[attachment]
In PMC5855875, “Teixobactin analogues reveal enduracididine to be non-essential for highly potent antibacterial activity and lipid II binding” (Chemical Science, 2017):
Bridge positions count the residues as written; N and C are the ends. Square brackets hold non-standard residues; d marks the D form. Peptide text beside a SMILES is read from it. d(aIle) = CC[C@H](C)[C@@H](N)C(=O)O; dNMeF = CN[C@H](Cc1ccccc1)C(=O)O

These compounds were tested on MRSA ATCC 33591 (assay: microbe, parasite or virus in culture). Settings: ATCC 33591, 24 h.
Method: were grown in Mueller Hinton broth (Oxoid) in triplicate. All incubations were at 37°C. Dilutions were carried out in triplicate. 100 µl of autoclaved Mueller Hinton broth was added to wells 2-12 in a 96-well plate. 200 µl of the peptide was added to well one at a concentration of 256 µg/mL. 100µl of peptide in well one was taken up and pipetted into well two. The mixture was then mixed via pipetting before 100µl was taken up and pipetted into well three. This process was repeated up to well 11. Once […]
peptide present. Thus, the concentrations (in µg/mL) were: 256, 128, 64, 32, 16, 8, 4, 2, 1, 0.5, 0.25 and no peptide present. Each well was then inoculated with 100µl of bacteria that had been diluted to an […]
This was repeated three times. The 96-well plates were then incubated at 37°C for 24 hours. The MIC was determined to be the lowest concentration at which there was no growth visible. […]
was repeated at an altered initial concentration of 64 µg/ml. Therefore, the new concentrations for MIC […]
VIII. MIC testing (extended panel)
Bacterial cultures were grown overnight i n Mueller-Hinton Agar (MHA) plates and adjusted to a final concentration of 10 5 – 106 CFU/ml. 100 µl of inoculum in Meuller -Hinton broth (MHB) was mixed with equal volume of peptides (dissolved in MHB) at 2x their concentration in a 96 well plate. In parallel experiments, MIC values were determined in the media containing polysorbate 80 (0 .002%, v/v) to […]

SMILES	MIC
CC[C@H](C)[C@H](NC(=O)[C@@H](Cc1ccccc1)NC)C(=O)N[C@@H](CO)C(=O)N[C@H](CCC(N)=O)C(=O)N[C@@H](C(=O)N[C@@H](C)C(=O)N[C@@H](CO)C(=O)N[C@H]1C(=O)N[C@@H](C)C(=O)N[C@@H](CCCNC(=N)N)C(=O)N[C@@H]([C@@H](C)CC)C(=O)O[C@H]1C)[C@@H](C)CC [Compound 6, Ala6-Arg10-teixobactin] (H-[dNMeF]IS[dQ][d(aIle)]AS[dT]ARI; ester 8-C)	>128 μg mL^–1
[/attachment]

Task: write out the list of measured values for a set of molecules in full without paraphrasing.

In PMC5855875, “Teixobactin analogues reveal enduracididine to be non-essential for highly potent antibacterial activity and lipid II binding” (Chemical Science, 2017):
Bridge positions count the residues as written; N and C are the ends. Square brackets hold non-standard residues; d marks the D form. Peptide text beside a SMILES is read from it. d(aIle) = CC[C@H](C)[C@@H](N)C(=O)O; dNMeF = CN[C@H](Cc1ccccc1)C(=O)O

These compounds were tested on MRSA ATCC 33591 (assay: microbe, parasite or virus in culture). Settings: ATCC 33591, 24 h.
Method: were grown in Mueller Hinton broth (Oxoid) in triplicate. All incubations were at 37°C. Dilutions were carried out in triplicate. 100 µl of autoclaved Mueller Hinton broth was added to wells 2-12 in a 96-well plate. 200 µl of the peptide was added to well one at a concentration of 256 µg/mL. 100µl of peptide in well one was taken up and pipetted into well two. The mixture was then mixed via pipetting before 100µl was taken up and pipetted into well three. This process was repeated up to well 11. Once […]
peptide present. Thus, the concentrations (in µg/mL) were: 256, 128, 64, 32, 16, 8, 4, 2, 1, 0.5, 0.25 and no peptide present. Each well was then inoculated with 100µl of bacteria that had been diluted to an […]
This was repeated three times. The 96-well plates were then incubated at 37°C for 24 hours. The MIC was determined to be the lowest concentration at which there was no growth visible. […]
was repeated at an altered initial concentration of 64 µg/ml. Therefore, the new concentrations for MIC […]
VIII. MIC testing (extended panel)
Bacterial cultures were grown overnight i n Mueller-Hinton Agar (MHA) plates and adjusted to a final concentration of 10 5 – 106 CFU/ml. 100 µl of inoculum in Meuller -Hinton broth (MHB) was mixed with equal volume of peptides (dissolved in MHB) at 2x their concentration in a 96 well plate. In parallel experiments, MIC values were determined in the media containing polysorbate 80 (0 .002%, v/v) to […]

SMILES	MIC
CC[C@H](C)[C@H](NC(=O)[C@@H](Cc1ccccc1)NC)C(=O)N[C@@H](CO)C(=O)N[C@H](CCC(N)=O)C(=O)N[C@@H](C(=O)N[C@@H](C)C(=O)N[C@@H](CO)C(=O)N[C@H]1C(=O)N[C@@H](C)C(=O)N[C@@H](CCCNC(=N)N)C(=O)N[C@@H]([C@@H](C)CC)C(=O)O[C@H]1C)[C@@H](C)CC [Compound 6, Ala6-Arg10-teixobactin] (H-[dNMeF]IS[dQ][d(aIle)]AS[dT]ARI; ester 8-C)	>128 μg mL^–1